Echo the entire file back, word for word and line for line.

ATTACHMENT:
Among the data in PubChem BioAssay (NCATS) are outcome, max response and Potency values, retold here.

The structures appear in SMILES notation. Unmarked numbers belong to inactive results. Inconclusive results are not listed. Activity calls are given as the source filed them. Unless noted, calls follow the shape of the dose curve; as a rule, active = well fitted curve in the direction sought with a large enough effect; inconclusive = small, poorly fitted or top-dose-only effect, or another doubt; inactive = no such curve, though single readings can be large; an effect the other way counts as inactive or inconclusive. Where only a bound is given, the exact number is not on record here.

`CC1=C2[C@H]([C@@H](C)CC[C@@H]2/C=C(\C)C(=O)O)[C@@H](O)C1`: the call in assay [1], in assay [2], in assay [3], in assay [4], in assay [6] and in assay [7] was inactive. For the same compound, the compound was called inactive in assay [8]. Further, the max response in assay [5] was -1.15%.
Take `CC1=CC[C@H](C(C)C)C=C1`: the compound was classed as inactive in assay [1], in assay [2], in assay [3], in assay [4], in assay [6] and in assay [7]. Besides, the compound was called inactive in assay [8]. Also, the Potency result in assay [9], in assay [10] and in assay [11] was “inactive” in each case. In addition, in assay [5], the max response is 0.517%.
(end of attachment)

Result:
Among the data in PubChem BioAssay (NCATS) are outcome, max response and Potency values, retold here.

The structures appear in SMILES notation. Unmarked numbers belong to inactive results. Inconclusive results are not listed. Activity calls are given as the source filed them. Unless noted, calls follow the shape of the dose curve; as a rule, active = well fitted curve in the direction sought with a large enough effect; inconclusive = small, poorly fitted or top-dose-only effect, or another doubt; inactive = no such curve, though single readings can be large; an effect the other way counts as inactive or inconclusive. Where only a bound is given, the exact number is not on record here.

`CC1=C2[C@H]([C@@H](C)CC[C@@H]2/C=C(\C)C(=O)O)[C@@H](O)C1`: the call in assay [1], in assay [2], in assay [3], in assay [4], in assay [6] and in assay [7] was inactive. For the same compound, the compound was called inactive in assay [8]. Further, the max response in assay [5] was -1.15%.
Take `CC1=CC[C@H](C(C)C)C=C1`: the compound was classed as inactive in assay [1], in assay [2], in assay [3], in assay [4], in assay [6] and in assay [7]. Besides, the compound was called inactive in assay [8]. Also, the Potency result in assay [9], in assay [10] and in assay [11] was “inactive” in each case. In addition, in assay [5], the max response is 0.517%.